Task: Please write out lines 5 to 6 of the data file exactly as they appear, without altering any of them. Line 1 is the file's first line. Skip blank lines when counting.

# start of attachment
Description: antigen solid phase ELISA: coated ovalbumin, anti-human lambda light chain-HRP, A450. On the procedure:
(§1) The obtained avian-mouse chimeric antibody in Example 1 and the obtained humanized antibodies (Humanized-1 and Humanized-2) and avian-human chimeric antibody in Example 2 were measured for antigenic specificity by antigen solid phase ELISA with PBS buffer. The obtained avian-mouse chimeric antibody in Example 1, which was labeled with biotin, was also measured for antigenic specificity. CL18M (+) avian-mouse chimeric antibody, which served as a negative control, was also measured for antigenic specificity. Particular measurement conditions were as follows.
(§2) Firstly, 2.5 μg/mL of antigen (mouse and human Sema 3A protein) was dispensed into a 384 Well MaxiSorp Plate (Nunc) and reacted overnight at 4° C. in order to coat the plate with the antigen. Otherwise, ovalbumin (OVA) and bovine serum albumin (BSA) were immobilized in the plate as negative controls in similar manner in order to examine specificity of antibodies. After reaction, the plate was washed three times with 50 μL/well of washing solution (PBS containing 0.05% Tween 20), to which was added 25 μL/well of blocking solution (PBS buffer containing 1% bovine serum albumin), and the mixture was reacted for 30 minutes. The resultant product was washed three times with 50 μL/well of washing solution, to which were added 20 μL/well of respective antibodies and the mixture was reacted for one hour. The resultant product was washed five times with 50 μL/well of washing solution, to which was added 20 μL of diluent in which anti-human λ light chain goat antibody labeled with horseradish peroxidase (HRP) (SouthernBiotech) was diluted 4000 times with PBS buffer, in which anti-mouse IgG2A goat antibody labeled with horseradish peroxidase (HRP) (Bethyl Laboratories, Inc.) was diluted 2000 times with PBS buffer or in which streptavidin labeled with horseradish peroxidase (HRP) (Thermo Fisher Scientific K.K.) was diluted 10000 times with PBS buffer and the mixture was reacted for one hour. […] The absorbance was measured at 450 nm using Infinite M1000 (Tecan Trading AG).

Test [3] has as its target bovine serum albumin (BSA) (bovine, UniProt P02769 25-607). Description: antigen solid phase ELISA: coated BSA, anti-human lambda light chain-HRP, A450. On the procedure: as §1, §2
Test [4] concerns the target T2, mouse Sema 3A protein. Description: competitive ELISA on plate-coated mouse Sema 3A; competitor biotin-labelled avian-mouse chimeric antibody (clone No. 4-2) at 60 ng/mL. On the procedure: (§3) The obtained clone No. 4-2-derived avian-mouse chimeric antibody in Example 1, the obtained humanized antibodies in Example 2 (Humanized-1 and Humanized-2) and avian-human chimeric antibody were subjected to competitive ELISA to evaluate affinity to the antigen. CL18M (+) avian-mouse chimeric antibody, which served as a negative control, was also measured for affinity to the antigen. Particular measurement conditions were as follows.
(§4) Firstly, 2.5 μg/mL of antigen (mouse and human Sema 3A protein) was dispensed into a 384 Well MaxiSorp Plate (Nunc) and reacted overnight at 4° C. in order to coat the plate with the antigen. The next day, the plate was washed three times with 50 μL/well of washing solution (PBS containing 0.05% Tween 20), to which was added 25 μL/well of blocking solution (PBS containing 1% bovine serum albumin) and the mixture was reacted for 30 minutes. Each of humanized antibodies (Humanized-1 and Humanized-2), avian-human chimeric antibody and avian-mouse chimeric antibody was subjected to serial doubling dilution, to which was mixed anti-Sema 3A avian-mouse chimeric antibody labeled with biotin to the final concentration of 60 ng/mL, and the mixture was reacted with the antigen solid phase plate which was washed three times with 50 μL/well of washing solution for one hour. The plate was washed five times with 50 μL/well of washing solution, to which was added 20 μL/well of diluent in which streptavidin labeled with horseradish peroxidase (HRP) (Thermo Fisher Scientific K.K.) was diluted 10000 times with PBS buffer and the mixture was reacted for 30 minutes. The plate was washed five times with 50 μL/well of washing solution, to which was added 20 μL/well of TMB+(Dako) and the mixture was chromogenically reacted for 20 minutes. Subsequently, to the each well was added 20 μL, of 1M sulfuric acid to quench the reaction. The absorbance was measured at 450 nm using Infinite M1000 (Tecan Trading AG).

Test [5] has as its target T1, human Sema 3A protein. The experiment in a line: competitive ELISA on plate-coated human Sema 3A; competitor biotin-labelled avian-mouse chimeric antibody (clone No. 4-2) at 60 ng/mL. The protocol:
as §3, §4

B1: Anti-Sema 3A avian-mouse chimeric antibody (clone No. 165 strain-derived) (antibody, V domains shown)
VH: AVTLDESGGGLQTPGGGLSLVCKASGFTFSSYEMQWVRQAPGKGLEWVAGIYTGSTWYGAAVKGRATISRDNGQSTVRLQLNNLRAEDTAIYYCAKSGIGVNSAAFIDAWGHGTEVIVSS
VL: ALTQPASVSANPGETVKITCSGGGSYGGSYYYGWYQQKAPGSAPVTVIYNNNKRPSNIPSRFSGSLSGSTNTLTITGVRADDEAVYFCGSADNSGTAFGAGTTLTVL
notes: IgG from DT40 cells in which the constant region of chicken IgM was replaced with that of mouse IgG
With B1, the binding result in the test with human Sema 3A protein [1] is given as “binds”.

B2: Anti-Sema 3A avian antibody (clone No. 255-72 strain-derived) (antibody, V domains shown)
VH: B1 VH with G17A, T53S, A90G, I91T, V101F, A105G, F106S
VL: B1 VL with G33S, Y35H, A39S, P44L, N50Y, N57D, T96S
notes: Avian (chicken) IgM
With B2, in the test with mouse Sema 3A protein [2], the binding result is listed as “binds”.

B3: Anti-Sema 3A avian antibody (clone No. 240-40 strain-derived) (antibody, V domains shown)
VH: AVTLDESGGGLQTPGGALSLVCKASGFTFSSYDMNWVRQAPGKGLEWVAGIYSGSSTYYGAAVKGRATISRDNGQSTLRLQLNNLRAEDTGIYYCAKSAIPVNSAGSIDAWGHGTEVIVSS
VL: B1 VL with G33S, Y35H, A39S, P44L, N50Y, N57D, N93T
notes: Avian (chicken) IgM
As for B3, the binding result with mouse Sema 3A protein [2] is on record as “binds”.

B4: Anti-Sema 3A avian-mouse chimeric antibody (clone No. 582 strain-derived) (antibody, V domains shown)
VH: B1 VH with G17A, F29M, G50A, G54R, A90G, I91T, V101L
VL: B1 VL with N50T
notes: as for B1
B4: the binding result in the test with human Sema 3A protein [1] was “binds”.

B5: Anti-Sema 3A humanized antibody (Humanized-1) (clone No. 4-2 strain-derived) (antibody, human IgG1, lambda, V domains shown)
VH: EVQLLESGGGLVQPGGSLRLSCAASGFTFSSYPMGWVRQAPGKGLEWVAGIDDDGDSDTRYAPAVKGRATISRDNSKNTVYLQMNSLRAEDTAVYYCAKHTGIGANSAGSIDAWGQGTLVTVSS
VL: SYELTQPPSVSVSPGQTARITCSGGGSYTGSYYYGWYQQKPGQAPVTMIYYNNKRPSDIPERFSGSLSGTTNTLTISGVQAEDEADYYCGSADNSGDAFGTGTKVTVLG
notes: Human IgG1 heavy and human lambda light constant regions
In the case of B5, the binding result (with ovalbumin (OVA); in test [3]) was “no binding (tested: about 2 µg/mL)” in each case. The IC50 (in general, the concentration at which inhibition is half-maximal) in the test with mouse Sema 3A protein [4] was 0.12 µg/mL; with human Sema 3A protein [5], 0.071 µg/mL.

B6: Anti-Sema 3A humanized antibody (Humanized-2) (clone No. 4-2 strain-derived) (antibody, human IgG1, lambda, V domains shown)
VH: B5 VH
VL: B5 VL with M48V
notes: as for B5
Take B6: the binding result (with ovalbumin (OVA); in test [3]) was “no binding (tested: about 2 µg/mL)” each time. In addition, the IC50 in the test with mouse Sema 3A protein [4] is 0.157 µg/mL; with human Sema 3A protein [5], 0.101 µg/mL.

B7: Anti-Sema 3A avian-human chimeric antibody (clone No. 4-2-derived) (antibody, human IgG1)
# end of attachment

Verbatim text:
Test [4] concerns the target T2, mouse Sema 3A protein. Description: competitive ELISA on plate-coated mouse Sema 3A; competitor biotin-labelled avian-mouse chimeric antibody (clone No. 4-2) at 60 ng/mL. On the procedure: (§3) The obtained clone No. 4-2-derived avian-mouse chimeric antibody in Example 1, the obtained humanized antibodies in Example 2 (Humanized-1 and Humanized-2) and avian-human chimeric antibody were subjected to competitive ELISA to evaluate affinity to the antigen. CL18M (+) avian-mouse chimeric antibody, which served as a negative control, was also measured for affinity to the antigen. Particular measurement conditions were as follows.
(§4) Firstly, 2.5 μg/mL of antigen (mouse and human Sema 3A protein) was dispensed into a 384 Well MaxiSorp Plate (Nunc) and reacted overnight at 4° C. in order to coat the plate with the antigen. The next day, the plate was washed three times with 50 μL/well of washing solution (PBS containing 0.05% Tween 20), to which was added 25 μL/well of blocking solution (PBS containing 1% bovine serum albumin) and the mixture was reacted for 30 minutes. Each of humanized antibodies (Humanized-1 and Humanized-2), avian-human chimeric antibody and avian-mouse chimeric antibody was subjected to serial doubling dilution, to which was mixed anti-Sema 3A avian-mouse chimeric antibody labeled with biotin to the final concentration of 60 ng/mL, and the mixture was reacted with the antigen solid phase plate which was washed three times with 50 μL/well of washing solution for one hour. The plate was washed five times with 50 μL/well of washing solution, to which was added 20 μL/well of diluent in which streptavidin labeled with horseradish peroxidase (HRP) (Thermo Fisher Scientific K.K.) was diluted 10000 times with PBS buffer and the mixture was reacted for 30 minutes. The plate was washed five times with 50 μL/well of washing solution, to which was added 20 μL/well of TMB+(Dako) and the mixture was chromogenically reacted for 20 minutes. Subsequently, to the each well was added 20 μL, of 1M sulfuric acid to quench the reaction. The absorbance was measured at 450 nm using Infinite M1000 (Tecan Trading AG).